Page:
Russell Blois, in His Own Behalf and in Behalf of All Otherssimilarly Situated, Plaintiff-appellant, v. Elmer O. Friday, Chairman, Florida Industrial Relationscommission, et al., Defendants-appellees, 612 F.2d 938 (5th Cir. 1979)Annotate this Case
United States Court of Appeals,Fifth Circuit.
Feb. 28, 1980.
Stephen J. Press, Legal Aid Service of Broward Co., Inc., Fort Lauderdale, Fla., for plaintiff-appellant.
Dan F. Turnbull, Jr., Tallahassee, Fla., for Elmer O. Friday and Baxter Swing.
Appeal from the United States District Court for the Southern District of Florida.
Before CHARLES CLARK, VANCE and SAM D. JOHNSON, Circuit Judges.
Plaintiff Russell Blois appeals the district court's denial of his motion for rehearing that requested relief from the final entry of a default summary judgment. On April 23, 1979, plaintiff filed this motion pursuant to Rule 60(b) of the Federal Rules of Civil Procedure. The grant or denial of motions to vacate judgments under Rule 60(b) are within the sound discretion of the district court, and we will reverse only upon a showing of abuse of this discretion. Roberts v. Rehoboth Pharmacy, Inc., 574 F.2d 846, 847 (5th Cir. 1978). Since we find such abuse in this case, we reverse and remand to the District Court for the Southern District of Florida to enter an order granting plaintiff's Rule 60(b) motion. On appeal, plaintiff has also made a motion to supplement the appellate record with two affidavits of his counsel that concern the events leading up to the entry of default summary judgment. The affidavits show that plaintiff's counsel had personal knowledge of the facts set forth as the basis for relief in plaintiff's Rule 60(b) motion. The motion is unopposed and is granted.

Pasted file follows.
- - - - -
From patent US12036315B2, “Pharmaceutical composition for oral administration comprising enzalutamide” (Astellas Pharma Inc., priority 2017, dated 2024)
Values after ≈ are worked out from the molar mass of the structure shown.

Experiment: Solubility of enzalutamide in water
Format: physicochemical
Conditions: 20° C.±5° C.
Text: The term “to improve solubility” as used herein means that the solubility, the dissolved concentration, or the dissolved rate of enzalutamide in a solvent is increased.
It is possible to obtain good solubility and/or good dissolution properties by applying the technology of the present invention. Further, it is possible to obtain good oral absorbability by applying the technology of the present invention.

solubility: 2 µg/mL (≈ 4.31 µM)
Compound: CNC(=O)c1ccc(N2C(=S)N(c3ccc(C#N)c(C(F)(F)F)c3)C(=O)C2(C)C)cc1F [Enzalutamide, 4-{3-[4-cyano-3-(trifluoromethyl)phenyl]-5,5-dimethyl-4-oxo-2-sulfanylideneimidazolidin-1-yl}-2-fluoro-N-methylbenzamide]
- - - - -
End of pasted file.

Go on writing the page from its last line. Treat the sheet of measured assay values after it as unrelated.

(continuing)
Plaintiff Russell Blois sustained an injury in an industrial accident at his place of employment. He received Florida workmen's compensation benefits for three months before his employer's insurance carrier suspended his benefits without first providing plaintiff either notice or an opportunity for a hearing. The employer's insurance carrier subsequently reinstated plaintiff's benefits, but the appellate record as supplemented reveals that these benefits have again been suspended effective May 25, 1979.